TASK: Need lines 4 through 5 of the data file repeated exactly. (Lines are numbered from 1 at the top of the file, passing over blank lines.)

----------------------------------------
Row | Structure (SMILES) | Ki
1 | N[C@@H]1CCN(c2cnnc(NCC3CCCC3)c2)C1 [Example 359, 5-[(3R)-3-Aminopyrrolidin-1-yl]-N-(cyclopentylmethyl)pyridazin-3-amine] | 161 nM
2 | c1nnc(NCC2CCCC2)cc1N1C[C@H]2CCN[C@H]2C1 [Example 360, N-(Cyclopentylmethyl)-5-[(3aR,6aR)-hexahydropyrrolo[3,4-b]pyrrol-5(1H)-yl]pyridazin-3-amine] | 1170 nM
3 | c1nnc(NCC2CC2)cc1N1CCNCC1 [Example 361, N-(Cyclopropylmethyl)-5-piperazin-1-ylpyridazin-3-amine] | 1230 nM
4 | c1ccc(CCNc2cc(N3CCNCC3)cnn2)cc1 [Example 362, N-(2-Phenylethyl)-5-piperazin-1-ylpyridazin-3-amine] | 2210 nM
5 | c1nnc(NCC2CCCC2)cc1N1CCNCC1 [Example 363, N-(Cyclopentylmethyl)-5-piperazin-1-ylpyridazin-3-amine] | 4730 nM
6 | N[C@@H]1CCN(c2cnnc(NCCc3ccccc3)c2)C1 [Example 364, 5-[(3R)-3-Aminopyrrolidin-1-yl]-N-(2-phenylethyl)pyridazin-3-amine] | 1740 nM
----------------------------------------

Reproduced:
3 | c1nnc(NCC2CC2)cc1N1CCNCC1 [Example 361, N-(Cyclopropylmethyl)-5-piperazin-1-ylpyridazin-3-amine] | 1230 nM
4 | c1ccc(CCNc2cc(N3CCNCC3)cnn2)cc1 [Example 362, N-(2-Phenylethyl)-5-piperazin-1-ylpyridazin-3-amine] | 2210 nM